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It is easy to fall behind during the semester, especially when you have to plan a lot of work on your own. Falling behind or being late isn’t bad, as long as you catch up. When you fall behind, it is really important to do two things: (1) stick to your weekly routine, and (2) talk to us, your tutors and teachers, in class, in office hours, or by email to let us know what is going on.
This semester, we are operating with some slightly different policies for your assignments and for your final grades. We want to be as flexible as possible, and to give each student an opportunity to do their best possible work within the semester. So, no matter how far you fall behind, you can still catch up and you can still get credit for all the effort you put into your classwork. Here are some ways we will support you in doing your best possible work.
When you get sick or you are unable to study for reasons beyond your control (when you have a “misadventure” as the university likes to call it), you can apply for “special consideration” (SC) for an assignment. In this class, where we mainly assign papers with a deadline, the “consideration” you would normally get would be an extension of time to submit your work. Similarly, when you have to attend a funeral or participate in “essential community commitments” (military service, the Olympics, etc.) that keep you from working on your assignments, you can apply for a “special arrangement” (SA). SA is like SC in this class; you get an extension for the time you are away.
In this special semester, the rules about SC have changed. Normally you would have to provide documentation of your illness or misfortune that includes the dates that you were unable to study or work on classwork. This semester, you only have to submit a signed statement describing your situation and the dates that you have been unable to study. SA still requires documentation with dates, but there are exceptions for exams (which does not apply in this class).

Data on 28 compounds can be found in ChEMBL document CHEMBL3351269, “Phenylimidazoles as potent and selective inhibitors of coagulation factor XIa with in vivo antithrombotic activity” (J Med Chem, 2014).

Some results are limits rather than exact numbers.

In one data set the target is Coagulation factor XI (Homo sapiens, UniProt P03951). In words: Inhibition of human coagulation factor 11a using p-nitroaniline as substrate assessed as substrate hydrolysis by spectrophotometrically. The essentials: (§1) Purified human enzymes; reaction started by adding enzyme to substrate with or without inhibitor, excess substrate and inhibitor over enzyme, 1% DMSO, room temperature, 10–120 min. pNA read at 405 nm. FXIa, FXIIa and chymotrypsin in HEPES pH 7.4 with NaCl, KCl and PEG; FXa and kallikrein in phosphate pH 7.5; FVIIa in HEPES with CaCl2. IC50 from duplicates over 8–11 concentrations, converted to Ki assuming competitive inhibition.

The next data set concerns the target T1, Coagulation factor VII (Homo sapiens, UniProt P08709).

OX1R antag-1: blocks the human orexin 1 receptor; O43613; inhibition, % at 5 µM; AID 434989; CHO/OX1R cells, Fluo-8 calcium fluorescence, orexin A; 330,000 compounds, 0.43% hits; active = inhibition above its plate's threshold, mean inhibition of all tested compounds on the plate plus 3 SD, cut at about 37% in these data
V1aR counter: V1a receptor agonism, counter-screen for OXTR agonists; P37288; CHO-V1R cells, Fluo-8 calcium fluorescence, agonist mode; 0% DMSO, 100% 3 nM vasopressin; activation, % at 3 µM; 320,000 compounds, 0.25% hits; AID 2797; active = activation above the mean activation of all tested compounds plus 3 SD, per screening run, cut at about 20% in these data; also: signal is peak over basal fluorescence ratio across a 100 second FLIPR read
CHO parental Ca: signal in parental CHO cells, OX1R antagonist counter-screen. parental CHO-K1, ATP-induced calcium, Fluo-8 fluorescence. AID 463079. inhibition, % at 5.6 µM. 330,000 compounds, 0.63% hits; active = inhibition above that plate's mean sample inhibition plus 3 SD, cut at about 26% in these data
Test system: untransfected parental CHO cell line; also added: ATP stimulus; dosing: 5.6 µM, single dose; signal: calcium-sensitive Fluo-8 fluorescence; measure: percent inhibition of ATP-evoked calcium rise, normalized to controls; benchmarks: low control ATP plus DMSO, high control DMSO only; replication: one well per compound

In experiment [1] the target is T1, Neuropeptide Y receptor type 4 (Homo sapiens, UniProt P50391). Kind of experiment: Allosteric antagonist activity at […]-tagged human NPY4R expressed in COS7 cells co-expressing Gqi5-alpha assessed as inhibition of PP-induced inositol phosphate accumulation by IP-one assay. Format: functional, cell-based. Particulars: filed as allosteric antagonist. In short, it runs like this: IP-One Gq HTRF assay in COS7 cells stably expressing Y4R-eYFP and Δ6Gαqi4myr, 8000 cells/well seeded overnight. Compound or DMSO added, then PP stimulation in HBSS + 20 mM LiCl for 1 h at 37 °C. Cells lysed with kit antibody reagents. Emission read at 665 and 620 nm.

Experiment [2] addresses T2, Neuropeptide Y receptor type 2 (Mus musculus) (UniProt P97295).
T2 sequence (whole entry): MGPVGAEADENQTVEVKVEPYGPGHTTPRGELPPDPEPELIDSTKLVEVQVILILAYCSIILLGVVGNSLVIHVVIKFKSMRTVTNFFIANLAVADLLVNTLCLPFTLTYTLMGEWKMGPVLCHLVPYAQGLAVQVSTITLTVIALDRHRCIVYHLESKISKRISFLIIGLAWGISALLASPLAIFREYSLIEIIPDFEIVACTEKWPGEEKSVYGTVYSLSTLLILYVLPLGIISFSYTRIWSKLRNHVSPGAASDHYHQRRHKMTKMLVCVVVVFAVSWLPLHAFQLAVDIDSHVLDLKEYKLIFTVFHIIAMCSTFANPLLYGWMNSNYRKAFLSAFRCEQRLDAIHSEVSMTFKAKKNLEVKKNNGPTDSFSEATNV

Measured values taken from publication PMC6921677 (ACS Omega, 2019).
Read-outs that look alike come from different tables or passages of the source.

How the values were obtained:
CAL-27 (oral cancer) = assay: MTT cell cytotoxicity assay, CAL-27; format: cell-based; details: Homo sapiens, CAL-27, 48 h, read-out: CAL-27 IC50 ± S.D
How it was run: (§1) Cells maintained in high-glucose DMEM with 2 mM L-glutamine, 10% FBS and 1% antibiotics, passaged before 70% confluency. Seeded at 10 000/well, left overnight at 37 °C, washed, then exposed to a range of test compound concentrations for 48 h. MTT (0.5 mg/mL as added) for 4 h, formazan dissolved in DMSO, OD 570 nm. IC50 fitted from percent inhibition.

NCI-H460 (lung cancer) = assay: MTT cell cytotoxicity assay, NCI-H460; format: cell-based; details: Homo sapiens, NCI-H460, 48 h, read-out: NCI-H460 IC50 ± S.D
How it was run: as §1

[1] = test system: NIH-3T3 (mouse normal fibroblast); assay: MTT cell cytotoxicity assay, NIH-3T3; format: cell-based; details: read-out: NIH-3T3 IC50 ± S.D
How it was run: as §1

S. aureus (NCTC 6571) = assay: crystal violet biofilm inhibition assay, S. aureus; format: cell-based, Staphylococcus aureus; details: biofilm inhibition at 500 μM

You don’t have to go this route. If you cannot turn in your work on time, tell your tutor by email and ask for a “simple extension.” We only ask that you let us know as soon as possible, before the deadline, and that you propose a date when you can commit to submitting your work. Simple!
We would much rather that students stay in touch with us about how they are doing in all of their work throughout the semester. As long as we know you are working, and that you have a plan for completing your work to the best of your ability, then you can submit your work late.
Normally, if you submit an assignment after the deadline, you would lose 5 points out of 100 per day (including weekends) it is late. In 2020, we are applying a rule that no student should be disadvantaged in their final grades by the unique circumstances of studying during a public health emergency.
The main way we will apply the “no-disadvantage” rule for figuring your final grades in this class is by exercising as much discretion as possible when it comes to late penalties. It is always worth it to submit your assignments, even if they are really late. We want to read them, and we want to give you feedback, and we want to give you credit for what you did.